1200 high-quality metagenome-assembled genomes from the rumen of African cattle and their relevance in the context of sub-optimal feeding. uri icon

abstract

  • Background: The Boran (Bos indicus), indigenous Zebu cattle breed from sub-Saharan Africa, is remarkably well adapted to harsh tropical environments. Due to financial constraints and low-quality forage, African livestock are rarely fed at 100% maintenance energy requirements (MER) and the effect of sub-optimal restricted feeding on the rumen microbiome of African Zebu cattle remains largely unexplored. We collected 24 rumen fluid samples from six Boran cattle fed at sub-optimal and optimal MER levels and characterised their rumen microbial composition by performing shotgun metagenomics and de novo assembly of metagenome-assembled genomes (MAGs). These MAGs were used as reference database to investigate the effect of diet restriction on the composition and functional potential of the rumen microbiome of African cattle.
  • Conclusions: This study is the first to identify 1200 high-quality African rumen-specific MAGs and provides further insight into the rumen function in harsh environments with food scarcity. The genomic information from the rumen microbiome of an indigenous African cattle breed sheds light on the microbiome contribution to rumen functionality and constitutes a vital resource in addressing food security in developing countries.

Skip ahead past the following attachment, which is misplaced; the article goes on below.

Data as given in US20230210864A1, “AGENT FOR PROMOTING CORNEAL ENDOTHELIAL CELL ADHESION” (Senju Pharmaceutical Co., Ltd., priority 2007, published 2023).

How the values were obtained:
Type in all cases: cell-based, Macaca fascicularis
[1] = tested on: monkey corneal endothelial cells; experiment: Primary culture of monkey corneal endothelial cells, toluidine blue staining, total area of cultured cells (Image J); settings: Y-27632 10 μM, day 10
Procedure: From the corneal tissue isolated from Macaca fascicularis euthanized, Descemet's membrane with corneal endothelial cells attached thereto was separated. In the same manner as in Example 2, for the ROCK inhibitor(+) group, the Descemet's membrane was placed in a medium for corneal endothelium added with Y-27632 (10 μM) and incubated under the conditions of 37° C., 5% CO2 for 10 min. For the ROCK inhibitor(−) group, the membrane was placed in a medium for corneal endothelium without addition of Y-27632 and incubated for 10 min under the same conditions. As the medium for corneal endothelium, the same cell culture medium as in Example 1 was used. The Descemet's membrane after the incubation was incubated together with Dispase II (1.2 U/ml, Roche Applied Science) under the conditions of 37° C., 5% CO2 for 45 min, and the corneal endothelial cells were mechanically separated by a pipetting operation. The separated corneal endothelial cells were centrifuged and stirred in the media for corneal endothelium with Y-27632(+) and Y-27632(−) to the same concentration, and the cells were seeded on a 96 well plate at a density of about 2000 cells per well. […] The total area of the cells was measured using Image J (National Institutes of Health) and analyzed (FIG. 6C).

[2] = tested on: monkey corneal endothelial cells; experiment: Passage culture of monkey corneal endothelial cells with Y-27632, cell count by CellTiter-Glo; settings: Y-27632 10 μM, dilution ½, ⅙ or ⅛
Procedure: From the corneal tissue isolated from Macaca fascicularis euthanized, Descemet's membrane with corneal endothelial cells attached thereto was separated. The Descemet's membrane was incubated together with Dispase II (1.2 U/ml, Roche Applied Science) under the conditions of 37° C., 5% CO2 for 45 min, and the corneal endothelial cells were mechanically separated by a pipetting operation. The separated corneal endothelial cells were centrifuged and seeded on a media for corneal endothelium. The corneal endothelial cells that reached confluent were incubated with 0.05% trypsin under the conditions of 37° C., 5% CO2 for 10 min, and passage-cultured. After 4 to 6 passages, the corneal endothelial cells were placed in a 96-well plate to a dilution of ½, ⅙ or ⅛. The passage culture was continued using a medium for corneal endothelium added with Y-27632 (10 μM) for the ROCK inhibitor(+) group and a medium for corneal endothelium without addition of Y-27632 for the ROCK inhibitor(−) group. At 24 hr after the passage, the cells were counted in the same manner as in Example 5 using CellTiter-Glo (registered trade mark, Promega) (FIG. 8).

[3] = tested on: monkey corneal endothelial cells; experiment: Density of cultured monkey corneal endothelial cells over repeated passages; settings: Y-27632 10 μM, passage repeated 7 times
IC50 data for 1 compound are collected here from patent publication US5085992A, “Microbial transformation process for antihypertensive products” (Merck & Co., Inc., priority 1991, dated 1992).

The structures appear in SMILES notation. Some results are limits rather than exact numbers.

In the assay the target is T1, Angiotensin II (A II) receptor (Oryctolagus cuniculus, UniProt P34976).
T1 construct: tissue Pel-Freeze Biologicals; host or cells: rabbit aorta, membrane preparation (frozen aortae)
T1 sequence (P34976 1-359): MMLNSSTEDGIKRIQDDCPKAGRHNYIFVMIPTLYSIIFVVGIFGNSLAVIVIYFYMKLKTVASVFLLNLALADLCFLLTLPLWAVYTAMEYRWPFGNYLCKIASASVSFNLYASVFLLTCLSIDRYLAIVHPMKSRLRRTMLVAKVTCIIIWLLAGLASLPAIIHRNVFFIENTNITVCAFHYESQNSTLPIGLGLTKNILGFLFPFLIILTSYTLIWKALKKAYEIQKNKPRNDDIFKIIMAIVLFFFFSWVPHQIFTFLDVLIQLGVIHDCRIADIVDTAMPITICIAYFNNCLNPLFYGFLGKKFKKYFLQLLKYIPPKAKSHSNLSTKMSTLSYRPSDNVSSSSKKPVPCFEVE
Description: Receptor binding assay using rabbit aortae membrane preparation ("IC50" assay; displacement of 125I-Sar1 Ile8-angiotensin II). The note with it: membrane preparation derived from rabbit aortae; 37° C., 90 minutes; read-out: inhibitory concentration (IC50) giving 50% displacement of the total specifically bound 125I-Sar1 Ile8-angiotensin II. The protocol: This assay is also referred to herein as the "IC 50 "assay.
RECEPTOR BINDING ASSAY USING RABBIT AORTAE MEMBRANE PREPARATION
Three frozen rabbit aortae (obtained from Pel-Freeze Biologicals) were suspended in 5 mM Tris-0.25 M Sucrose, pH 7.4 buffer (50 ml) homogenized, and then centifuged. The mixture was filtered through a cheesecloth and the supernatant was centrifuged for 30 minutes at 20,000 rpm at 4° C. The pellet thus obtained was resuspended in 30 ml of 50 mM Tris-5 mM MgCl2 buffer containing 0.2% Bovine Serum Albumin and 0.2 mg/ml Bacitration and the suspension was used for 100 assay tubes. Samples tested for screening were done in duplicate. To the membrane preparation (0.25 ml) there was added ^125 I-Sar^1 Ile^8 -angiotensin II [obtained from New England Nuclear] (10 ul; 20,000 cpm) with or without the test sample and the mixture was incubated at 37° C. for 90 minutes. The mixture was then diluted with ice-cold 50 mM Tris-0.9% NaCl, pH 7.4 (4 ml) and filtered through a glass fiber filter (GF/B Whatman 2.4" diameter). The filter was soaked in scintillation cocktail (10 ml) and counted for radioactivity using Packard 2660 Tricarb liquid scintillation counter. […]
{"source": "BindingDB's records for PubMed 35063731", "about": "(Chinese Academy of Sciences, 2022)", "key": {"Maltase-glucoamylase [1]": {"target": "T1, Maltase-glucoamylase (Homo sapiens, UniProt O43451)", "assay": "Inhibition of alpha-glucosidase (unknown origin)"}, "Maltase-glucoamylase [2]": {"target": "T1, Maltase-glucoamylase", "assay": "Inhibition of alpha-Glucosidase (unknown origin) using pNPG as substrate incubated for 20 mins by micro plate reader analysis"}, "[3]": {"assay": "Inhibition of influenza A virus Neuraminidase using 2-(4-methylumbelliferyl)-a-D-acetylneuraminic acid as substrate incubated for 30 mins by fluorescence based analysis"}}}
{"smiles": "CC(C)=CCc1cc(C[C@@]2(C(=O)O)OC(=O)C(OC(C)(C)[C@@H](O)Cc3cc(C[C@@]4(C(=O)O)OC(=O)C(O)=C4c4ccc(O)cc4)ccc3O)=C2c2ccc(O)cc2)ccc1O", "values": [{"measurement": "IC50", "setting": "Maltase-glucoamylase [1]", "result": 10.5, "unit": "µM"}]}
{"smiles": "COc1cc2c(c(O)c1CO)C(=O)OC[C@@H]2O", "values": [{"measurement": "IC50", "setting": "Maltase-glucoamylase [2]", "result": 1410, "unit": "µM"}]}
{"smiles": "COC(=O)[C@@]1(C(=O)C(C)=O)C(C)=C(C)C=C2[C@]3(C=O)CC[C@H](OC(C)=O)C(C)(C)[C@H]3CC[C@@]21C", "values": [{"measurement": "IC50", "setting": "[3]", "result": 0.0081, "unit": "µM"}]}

• Results: We report 1200 newly discovered MAGs from the rumen of Boran cattle. A total of 850 were dereplicated, and their uniqueness confirmed with pairwise comparisons (based on Mash distances) between African MAGs and other publicly available genomes from the rumen. A genome-centric investigation into sub-optimal diets highlighted a statistically significant effect on rumen microbial abundance profiles and a previously unobserved relationship between whole microbiome shifts in functional potential and taxon-level associations in metabolic pathways.

publication date

  • 2020
  • 2020